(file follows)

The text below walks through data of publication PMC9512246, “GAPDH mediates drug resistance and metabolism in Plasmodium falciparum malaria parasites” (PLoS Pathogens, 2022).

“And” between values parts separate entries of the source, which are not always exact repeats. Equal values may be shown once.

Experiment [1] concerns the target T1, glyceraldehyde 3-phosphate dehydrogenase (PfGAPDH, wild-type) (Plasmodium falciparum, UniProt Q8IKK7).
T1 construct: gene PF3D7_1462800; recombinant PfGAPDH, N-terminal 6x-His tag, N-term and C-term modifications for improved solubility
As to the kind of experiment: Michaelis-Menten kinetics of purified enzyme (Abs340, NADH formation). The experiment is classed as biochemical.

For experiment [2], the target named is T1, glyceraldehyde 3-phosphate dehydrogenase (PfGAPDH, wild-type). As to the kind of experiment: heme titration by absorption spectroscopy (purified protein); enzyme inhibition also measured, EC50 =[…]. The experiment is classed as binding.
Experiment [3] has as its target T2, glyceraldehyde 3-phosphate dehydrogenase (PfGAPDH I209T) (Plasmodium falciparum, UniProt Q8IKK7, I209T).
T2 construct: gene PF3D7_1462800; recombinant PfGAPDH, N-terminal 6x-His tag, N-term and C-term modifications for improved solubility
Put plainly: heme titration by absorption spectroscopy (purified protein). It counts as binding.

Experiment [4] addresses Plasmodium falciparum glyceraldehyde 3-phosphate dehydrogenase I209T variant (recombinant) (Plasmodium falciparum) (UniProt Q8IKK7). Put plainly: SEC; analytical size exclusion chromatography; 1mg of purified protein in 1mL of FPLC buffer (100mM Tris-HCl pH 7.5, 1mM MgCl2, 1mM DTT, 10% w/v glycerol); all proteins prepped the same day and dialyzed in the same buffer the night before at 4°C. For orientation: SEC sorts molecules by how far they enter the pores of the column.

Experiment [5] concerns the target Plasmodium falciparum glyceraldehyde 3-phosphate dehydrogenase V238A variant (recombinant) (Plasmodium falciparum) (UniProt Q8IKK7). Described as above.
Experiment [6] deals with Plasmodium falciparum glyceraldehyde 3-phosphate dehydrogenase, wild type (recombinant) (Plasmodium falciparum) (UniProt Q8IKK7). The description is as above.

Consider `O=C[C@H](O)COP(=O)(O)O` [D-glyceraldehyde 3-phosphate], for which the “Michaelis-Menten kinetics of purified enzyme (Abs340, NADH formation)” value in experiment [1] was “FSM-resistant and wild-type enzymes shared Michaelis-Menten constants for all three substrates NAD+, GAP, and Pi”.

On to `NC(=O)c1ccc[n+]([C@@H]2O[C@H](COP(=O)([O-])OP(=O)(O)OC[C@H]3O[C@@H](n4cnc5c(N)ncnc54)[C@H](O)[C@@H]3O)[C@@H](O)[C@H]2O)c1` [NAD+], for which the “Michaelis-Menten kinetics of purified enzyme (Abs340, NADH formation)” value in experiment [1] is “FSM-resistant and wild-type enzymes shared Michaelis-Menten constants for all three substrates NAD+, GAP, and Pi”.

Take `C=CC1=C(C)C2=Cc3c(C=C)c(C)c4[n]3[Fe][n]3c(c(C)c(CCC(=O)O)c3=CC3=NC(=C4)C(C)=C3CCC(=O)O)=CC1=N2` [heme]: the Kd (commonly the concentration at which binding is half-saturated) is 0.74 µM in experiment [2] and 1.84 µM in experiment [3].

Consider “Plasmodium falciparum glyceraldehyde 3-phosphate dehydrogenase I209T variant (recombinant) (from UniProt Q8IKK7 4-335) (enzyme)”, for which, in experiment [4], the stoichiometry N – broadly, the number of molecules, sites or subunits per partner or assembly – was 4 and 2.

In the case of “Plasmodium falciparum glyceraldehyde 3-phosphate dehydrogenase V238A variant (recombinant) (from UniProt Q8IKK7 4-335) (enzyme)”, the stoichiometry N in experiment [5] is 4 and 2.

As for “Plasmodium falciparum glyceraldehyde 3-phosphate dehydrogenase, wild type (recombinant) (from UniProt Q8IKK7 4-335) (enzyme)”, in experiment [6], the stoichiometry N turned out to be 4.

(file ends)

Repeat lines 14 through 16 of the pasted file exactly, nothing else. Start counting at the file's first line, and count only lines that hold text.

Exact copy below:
On to `NC(=O)c1ccc[n+]([C@@H]2O[C@H](COP(=O)([O-])OP(=O)(O)OC[C@H]3O[C@@H](n4cnc5c(N)ncnc54)[C@H](O)[C@@H]3O)[C@@H](O)[C@H]2O)c1` [NAD+], for which the “Michaelis-Menten kinetics of purified enzyme (Abs340, NADH formation)” value in experiment [1] is “FSM-resistant and wild-type enzymes shared Michaelis-Menten constants for all three substrates NAD+, GAP, and Pi”.

Take `C=CC1=C(C)C2=Cc3c(C=C)c(C)c4[n]3[Fe][n]3c(c(C)c(CCC(=O)O)c3=CC3=NC(=C4)C(C)=C3CCC(=O)O)=CC1=N2` [heme]: the Kd (commonly the concentration at which binding is half-saturated) is 0.74 µM in experiment [2] and 1.84 µM in experiment [3].

Consider “Plasmodium falciparum glyceraldehyde 3-phosphate dehydrogenase I209T variant (recombinant) (from UniProt Q8IKK7 4-335) (enzyme)”, for which, in experiment [4], the stoichiometry N – broadly, the number of molecules, sites or subunits per partner or assembly – was 4 and 2.